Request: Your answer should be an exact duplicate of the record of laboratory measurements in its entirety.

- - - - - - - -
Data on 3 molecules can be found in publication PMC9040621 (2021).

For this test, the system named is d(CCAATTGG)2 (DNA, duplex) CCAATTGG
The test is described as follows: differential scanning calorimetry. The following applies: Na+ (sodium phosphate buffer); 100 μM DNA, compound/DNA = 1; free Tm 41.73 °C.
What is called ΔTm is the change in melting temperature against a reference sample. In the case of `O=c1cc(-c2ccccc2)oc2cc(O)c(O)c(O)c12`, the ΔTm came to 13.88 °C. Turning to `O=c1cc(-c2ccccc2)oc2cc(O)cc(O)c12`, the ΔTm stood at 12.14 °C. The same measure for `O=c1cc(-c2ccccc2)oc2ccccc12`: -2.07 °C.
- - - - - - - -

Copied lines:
Data on 3 molecules can be found in publication PMC9040621 (2021).

For this test, the system named is d(CCAATTGG)2 (DNA, duplex) CCAATTGG
The test is described as follows: differential scanning calorimetry. The following applies: Na+ (sodium phosphate buffer); 100 μM DNA, compound/DNA = 1; free Tm 41.73 °C.
What is called ΔTm is the change in melting temperature against a reference sample. In the case of `O=c1cc(-c2ccccc2)oc2cc(O)c(O)c(O)c12`, the ΔTm came to 13.88 °C. Turning to `O=c1cc(-c2ccccc2)oc2cc(O)cc(O)c12`, the ΔTm stood at 12.14 °C. The same measure for `O=c1cc(-c2ccccc2)oc2ccccc12`: -2.07 °C.